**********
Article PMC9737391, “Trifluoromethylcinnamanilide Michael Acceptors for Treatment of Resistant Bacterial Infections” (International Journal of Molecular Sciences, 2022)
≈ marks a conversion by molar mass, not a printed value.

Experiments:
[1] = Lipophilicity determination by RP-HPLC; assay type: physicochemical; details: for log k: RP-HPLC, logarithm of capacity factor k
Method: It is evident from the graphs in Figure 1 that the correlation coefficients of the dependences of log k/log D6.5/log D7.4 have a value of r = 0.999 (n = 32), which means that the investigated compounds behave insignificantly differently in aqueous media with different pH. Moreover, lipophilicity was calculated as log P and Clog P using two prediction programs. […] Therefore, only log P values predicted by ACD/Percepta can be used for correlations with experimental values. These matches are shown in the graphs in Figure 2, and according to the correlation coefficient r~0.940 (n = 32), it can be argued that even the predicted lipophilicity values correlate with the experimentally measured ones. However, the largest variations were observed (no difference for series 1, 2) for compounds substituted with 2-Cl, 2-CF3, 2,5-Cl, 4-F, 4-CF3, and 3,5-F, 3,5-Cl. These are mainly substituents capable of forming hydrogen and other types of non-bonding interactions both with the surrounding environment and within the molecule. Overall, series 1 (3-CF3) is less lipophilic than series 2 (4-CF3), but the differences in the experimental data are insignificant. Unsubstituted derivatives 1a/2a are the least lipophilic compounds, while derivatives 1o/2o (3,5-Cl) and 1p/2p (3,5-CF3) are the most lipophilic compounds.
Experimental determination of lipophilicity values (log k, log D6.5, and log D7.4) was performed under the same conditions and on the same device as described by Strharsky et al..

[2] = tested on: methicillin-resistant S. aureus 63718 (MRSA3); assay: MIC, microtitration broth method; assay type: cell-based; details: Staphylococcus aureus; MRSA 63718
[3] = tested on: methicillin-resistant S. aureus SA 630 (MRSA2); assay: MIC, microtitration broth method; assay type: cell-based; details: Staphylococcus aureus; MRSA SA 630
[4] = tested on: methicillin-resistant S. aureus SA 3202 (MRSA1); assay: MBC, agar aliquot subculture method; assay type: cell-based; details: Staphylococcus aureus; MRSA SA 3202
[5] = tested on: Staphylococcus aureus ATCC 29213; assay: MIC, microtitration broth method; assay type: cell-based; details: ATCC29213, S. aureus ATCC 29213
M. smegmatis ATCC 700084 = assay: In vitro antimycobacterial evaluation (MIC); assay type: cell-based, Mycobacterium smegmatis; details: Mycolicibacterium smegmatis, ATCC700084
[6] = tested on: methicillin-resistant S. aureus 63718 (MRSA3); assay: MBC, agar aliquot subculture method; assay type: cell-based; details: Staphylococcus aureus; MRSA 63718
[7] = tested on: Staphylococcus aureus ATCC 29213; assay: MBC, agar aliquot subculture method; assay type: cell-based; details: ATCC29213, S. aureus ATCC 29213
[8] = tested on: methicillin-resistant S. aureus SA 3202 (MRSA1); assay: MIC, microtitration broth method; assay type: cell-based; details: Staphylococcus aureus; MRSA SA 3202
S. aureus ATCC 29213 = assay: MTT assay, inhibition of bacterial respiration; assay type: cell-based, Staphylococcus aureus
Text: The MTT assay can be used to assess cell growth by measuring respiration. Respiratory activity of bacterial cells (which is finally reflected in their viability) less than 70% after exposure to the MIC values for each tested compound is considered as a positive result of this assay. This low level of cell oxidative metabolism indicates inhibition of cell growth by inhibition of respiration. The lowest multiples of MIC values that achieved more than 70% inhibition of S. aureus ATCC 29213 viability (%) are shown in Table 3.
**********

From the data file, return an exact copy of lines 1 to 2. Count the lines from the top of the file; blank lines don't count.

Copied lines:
Article PMC9737391, “Trifluoromethylcinnamanilide Michael Acceptors for Treatment of Resistant Bacterial Infections” (International Journal of Molecular Sciences, 2022)
≈ marks a conversion by molar mass, not a printed value.